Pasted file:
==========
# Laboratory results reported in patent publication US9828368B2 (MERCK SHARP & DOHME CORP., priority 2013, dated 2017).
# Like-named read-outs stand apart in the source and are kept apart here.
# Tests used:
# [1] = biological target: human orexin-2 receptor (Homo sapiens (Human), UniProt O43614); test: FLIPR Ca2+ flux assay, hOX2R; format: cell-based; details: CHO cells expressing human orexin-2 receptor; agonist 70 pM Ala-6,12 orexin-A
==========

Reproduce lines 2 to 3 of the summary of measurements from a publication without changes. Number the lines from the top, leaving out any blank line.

# Like-named read-outs stand apart in the source and are kept apart here.
# Tests used: